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Researchers study climate change’s impact on animals

climate change animals
Posted at 4:04 PM, Jul 08, 2021
and last updated 2021-07-08 16:04:23-04

New research is trying to answer the question: are animals adjusting to climate change as well as humans?

Michael Dillon is a professor of zoology and physiology at the University of Wyoming and published a recent paper looking into the issue as a way to determine the longevity of certain species.

“Organism response to climate change is a pretty big deal,” he said. “We really haven’t looked into [this subject] much, so we got really excited about saying, ‘Hey, this is something we should be looking at as scientists.’”

Dillon says while the research has not revealed any answers, it has given insight into how certain animals adapt. He found that the ways birds construct their nests, spiders construct their webs, and termites construct their tunnels change based on the weather they experience.

Perhaps they build them in a certain area of a tree that receives more shade, or they use different materials that can allow for more ventilation to warmer temperatures due to climate change.

In some cases, Dillon says, animals have shifted their breeding habits to match earlier springs, but it comes at a consequence.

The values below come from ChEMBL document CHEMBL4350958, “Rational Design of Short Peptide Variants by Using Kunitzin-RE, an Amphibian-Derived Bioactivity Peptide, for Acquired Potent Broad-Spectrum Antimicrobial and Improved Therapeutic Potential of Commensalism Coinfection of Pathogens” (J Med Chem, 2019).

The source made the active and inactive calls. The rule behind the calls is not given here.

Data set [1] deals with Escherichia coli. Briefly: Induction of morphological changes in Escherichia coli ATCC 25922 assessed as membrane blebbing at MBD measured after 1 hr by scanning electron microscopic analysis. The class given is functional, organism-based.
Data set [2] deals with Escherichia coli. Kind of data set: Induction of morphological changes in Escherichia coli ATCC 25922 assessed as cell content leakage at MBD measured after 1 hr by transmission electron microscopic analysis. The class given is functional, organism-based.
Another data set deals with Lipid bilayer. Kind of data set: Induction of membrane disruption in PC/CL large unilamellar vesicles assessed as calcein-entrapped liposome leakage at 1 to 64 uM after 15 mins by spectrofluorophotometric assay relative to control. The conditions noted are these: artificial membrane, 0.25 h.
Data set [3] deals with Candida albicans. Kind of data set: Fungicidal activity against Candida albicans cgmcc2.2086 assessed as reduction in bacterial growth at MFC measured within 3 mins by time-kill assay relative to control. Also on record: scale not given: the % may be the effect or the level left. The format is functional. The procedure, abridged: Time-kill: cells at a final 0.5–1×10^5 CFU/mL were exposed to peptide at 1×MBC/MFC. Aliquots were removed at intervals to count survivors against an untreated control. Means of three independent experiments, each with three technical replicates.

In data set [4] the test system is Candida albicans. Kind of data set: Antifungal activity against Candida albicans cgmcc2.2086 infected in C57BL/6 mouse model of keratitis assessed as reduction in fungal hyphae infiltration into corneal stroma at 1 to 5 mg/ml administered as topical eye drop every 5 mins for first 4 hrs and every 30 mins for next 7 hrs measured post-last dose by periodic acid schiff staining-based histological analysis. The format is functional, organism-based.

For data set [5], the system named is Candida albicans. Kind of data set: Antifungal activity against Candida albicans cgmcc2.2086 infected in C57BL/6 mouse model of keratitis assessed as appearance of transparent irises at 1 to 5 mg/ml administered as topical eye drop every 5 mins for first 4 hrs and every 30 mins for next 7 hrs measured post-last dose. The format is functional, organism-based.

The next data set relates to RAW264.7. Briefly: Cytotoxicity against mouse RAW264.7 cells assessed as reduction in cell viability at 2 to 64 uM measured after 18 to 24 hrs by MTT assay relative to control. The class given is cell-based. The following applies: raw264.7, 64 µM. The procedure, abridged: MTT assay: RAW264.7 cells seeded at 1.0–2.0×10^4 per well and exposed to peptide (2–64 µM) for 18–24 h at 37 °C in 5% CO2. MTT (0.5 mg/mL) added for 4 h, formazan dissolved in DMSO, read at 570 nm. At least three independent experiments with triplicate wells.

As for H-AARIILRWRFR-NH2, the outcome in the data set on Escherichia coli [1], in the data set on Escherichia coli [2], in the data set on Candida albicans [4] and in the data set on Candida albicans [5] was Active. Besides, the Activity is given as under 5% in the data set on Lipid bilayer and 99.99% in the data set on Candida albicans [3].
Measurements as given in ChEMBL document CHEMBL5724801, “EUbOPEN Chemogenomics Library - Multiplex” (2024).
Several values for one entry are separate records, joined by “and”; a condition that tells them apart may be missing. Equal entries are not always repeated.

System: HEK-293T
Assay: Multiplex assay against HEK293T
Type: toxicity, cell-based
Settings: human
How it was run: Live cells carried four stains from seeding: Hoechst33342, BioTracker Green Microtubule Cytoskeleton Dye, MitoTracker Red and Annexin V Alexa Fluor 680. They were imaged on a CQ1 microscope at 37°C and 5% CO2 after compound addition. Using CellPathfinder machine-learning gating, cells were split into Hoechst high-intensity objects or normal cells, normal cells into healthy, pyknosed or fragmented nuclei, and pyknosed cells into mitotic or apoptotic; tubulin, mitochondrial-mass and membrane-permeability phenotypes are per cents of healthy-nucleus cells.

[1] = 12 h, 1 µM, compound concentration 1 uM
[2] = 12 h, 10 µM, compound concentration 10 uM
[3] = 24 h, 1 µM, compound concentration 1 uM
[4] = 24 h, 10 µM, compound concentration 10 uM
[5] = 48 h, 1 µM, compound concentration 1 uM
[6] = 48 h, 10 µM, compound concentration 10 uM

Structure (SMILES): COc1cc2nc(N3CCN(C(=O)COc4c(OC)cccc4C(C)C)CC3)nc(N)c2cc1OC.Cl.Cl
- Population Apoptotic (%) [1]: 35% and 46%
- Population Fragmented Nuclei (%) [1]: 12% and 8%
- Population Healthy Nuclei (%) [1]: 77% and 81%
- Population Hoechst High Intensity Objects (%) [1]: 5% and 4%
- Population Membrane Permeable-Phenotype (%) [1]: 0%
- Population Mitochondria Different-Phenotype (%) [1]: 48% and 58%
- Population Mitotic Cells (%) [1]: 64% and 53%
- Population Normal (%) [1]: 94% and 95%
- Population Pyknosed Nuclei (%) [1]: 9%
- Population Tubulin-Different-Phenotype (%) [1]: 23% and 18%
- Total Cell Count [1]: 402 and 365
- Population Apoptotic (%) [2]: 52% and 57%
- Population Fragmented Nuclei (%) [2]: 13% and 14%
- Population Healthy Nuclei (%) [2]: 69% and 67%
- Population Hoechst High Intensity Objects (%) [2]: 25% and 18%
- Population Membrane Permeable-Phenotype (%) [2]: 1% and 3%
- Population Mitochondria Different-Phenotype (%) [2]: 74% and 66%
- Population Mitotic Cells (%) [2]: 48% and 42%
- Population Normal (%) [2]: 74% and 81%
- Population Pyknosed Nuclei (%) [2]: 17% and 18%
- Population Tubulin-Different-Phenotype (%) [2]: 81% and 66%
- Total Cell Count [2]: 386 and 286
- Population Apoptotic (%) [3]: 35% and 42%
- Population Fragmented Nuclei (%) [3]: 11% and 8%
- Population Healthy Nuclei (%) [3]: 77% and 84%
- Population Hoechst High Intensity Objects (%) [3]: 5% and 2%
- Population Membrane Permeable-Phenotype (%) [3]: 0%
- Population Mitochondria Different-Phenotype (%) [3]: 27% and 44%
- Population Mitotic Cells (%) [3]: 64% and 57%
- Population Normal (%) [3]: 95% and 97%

“They really only do that in response to the initial conditions they face when they first arrive to nest somewhere,” said Dillon. “Even though temperatures change in a season, if they go to nest again, they still respond as if they’re responding to the initial conditions.”

The fear is not all animals adapt this way or that some animals might not adapt fast enough.

A study published in Nature Communications in 2019 found that in the last 50 years birds have laid their eggs about two weeks earlier than before, due to the timeliness of certain warmer weather events, but that still lags behind the pace at which the caterpillars they prey on have changed their mating habits.

If the birds do not catch up, says Dillon, those eggs might hatch after the caterpillars have evolved and they could starve.

“You know, we call it plasticity, but you might think of it as flexibility in behaviors; the way in which organisms, animals, in particular, change what they’re doing in response to the local conditions that they experience,” explained Dillon.